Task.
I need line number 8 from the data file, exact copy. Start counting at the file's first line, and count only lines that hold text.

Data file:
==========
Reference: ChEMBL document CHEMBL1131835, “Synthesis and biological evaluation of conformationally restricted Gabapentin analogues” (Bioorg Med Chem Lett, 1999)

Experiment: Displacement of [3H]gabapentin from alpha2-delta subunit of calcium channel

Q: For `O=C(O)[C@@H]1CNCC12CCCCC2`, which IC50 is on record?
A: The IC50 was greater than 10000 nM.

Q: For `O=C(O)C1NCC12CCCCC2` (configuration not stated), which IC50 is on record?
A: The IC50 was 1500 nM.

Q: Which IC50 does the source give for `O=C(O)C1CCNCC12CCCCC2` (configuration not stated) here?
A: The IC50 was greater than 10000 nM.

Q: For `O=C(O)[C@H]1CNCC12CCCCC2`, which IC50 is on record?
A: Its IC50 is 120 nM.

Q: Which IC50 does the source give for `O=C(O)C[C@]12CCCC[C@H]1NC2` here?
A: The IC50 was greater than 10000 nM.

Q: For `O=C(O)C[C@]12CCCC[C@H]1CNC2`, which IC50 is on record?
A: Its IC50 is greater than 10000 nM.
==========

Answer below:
A: The IC50 was greater than 10000 nM.